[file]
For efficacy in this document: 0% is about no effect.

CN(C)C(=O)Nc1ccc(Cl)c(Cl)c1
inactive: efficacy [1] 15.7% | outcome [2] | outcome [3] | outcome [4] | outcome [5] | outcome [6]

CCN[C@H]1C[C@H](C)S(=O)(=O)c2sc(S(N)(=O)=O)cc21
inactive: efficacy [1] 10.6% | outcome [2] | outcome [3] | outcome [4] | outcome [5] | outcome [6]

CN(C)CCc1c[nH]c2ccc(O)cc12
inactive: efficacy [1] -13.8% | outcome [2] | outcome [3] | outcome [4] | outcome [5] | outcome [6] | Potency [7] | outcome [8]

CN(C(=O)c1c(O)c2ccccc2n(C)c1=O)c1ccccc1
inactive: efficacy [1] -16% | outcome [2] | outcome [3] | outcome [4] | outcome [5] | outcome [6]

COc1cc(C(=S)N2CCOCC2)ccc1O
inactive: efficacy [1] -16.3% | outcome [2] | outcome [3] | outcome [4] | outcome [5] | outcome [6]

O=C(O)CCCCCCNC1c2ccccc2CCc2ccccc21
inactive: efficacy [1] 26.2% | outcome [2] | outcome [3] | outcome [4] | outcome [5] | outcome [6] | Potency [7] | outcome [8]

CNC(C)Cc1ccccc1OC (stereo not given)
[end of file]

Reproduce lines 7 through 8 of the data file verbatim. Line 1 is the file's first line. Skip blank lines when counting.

inactive: efficacy [1] -13.8% | outcome [2] | outcome [3] | outcome [4] | outcome [5] | outcome [6] | Potency [7] | outcome [8]

CN(C(=O)c1c(O)c2ccccc2n(C)c1=O)c1ccccc1